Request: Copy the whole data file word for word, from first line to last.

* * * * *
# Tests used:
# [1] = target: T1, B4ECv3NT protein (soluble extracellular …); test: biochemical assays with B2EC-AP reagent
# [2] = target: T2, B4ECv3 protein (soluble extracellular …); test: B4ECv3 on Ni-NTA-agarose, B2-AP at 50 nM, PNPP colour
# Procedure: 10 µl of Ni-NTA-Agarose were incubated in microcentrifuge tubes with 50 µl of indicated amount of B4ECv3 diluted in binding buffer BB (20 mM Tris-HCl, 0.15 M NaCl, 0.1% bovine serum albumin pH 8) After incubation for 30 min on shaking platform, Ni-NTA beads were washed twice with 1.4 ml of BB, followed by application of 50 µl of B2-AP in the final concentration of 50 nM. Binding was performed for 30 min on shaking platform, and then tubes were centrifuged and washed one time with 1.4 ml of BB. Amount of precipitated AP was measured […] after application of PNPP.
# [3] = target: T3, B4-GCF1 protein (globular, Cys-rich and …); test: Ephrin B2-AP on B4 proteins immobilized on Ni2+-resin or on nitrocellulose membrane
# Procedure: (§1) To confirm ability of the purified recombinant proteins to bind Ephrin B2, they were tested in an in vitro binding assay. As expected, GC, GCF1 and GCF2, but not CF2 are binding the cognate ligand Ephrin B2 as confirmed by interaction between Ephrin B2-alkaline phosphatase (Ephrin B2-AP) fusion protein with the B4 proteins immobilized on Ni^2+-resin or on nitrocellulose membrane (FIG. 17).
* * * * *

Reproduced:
# Tests used:
# [1] = target: T1, B4ECv3NT protein (soluble extracellular …); test: biochemical assays with B2EC-AP reagent
# [2] = target: T2, B4ECv3 protein (soluble extracellular …); test: B4ECv3 on Ni-NTA-agarose, B2-AP at 50 nM, PNPP colour
# Procedure: 10 µl of Ni-NTA-Agarose were incubated in microcentrifuge tubes with 50 µl of indicated amount of B4ECv3 diluted in binding buffer BB (20 mM Tris-HCl, 0.15 M NaCl, 0.1% bovine serum albumin pH 8) After incubation for 30 min on shaking platform, Ni-NTA beads were washed twice with 1.4 ml of BB, followed by application of 50 µl of B2-AP in the final concentration of 50 nM. Binding was performed for 30 min on shaking platform, and then tubes were centrifuged and washed one time with 1.4 ml of BB. Amount of precipitated AP was measured […] after application of PNPP.
# [3] = target: T3, B4-GCF1 protein (globular, Cys-rich and …); test: Ephrin B2-AP on B4 proteins immobilized on Ni2+-resin or on nitrocellulose membrane
# Procedure: (§1) To confirm ability of the purified recombinant proteins to bind Ephrin B2, they were tested in an in vitro binding assay. As expected, GC, GCF1 and GCF2, but not CF2 are binding the cognate ligand Ephrin B2 as confirmed by interaction between Ephrin B2-alkaline phosphatase (Ephrin B2-AP) fusion protein with the B4 proteins immobilized on Ni^2+-resin or on nitrocellulose membrane (FIG. 17).